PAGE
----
Aug 02, 2023
There’s a storm coming to kitchens everywhere.
The first hint of these dark clouds appeared recently in the American media when, in December 2022, reports surfaced of a scientific study that noted a correlation between gas stoves and childhood asthma.
Bloomberg wrote about the scientific paper and included this comment from the US Consumer Product Safety Commission: “Products that can’t be made safe can be banned.”
The White House has little to do with this matter but that didn’t stop reactionary right-wing pundits from launching a new culture-war salvo, claiming the Biden administration wants to take away people’s right to cook with gas.
I would not be surprised to see freedom-loving Trumpian idiots like Congressman Jim Jordan tweet something along the lines of “God. Guns. Gas stoves.”
The controversy mars an otherwise legitimate debate about the necessity to continue cooking with natural gas.
In Hong Kong, it is a common fuel. Almost 40 per cent of families rely on gas for heating their water and cooking their meals. Not surprisingly, it’s the preferred fuel for anyone who uses a wok.
They say electric ranges cannot generate the instantaneous heat that gas can. Proponents also argue that radiant electric heat creates none of the smoky wok hei of the fiery blue flame.
This “breath of the wok” has attained mythical flavour status in Chinese cuisine, although I’m not sure how many home cooks crank the gas burner to max to achieve wok hei for a simple dinner.
The fact is, gas is still a fossil fuel. There’s only so much of it in the ground. To pipe it up and burn it is ultimately not sustainable.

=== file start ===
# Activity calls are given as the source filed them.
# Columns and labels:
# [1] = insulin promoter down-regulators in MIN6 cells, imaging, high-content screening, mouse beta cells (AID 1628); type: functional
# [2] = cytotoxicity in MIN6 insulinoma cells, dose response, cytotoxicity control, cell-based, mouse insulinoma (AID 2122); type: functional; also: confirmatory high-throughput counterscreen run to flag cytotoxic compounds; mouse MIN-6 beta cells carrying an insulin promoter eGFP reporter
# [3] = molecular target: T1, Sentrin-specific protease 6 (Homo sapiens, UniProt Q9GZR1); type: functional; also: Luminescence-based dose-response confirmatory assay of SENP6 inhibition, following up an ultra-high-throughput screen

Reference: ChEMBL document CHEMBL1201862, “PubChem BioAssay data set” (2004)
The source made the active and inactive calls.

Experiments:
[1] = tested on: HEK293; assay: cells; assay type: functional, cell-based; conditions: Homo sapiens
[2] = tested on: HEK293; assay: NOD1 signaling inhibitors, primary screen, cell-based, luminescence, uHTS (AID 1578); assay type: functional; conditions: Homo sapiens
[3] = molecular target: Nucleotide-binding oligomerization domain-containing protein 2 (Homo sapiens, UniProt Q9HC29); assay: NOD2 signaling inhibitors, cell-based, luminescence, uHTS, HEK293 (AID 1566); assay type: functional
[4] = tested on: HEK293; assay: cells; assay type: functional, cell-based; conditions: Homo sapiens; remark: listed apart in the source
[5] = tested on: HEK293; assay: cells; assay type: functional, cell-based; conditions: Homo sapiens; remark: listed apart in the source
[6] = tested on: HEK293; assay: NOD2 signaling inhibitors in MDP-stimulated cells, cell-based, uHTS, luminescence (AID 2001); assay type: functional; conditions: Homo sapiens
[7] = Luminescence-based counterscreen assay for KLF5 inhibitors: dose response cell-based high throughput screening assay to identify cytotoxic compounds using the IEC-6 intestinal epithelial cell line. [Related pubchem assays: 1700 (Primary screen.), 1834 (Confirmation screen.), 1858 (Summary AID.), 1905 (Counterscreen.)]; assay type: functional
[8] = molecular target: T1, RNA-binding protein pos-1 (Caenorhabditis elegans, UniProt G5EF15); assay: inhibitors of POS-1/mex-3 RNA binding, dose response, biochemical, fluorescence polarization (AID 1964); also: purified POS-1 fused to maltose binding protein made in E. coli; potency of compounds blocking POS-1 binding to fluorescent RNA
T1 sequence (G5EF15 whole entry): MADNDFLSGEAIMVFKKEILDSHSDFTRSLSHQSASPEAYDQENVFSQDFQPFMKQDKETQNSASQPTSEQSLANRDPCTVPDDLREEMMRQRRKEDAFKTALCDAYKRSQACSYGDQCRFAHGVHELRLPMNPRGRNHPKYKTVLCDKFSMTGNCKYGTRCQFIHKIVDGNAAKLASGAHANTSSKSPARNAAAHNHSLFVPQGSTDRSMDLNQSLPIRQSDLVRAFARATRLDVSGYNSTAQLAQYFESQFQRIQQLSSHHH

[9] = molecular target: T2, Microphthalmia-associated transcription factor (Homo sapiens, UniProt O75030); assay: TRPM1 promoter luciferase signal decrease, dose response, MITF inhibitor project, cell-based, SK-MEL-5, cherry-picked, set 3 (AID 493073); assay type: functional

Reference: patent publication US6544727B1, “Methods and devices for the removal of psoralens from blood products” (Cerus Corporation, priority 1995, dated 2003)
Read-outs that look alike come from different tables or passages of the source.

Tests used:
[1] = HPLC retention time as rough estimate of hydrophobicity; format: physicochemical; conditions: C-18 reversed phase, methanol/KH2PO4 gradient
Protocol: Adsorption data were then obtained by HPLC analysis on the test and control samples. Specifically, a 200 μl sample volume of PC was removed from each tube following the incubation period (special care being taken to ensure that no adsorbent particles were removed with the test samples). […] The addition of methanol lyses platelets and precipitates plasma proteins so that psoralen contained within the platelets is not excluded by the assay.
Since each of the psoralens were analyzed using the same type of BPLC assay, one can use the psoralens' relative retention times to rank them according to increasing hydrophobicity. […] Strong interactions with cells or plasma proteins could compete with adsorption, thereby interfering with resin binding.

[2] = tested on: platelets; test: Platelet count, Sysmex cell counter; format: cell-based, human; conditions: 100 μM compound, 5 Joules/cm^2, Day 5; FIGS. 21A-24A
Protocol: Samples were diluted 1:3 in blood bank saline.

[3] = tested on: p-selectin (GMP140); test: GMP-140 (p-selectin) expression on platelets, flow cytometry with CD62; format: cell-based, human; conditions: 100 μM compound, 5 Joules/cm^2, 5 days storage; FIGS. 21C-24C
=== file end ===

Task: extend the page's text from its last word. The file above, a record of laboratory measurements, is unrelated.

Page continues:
Beyond this new research paper, other studies have for many years noted that gas in an enclosed, unventilated space is not good for our health – or our general environment. Gas cookers release the greenhouse gas methane and pollutants including nitric oxide and nitrogen dioxide.
I am not sure if many professional kitchens are ever likely to switch. I don’t know if chefs will even be convinced that other options could match cooking with gas. They would say there’s still an abundance of natural gas and their kitchen has a powerful fan.
Fancy home gourmands would also declare: “I’m never going back to those slow-to-heat electric coils from my mom’s 1970s kitchen!”
There would be no point arguing against gas for food preparation except there now is a viable alternative option: induction stoves. Admittedly, I was quite ignorant of the details of this technology until recently.
In short, induction uses electromagnetism to create heat. It’s different from electric radiant cookers in that nothing gets hot on the stove except the pan or pot. And it’s fast! Water boils on induction faster than a gas burner. Very little energy is wasted and the heat is not dispersed warming up the whole kitchen.
The only drawback is that you might need new cooking ware with magnetic properties – iron or steel, basically – to conduct the electricity. Ceramic, aluminium, copper and, curiously, some stainless steel products won’t work on induction cookers.
Could induction stoves do the same for kitchens as Tesla has done for the electric-vehicle industry? Who knows. People don’t change stoves the way they switch cars. Induction replacements are also more expensive. And it is a bummer if you need to replace all your cookware.
I suspect gas traditionalists will hold out and resist any kind of change.
Indeed, the idiom “cooking with gas” means working efficiently and effectively with speed. However, one day, I foresee it will be flipped to suggest someone stubborn, outdated and shortsighted – but at least their food will have wok hei.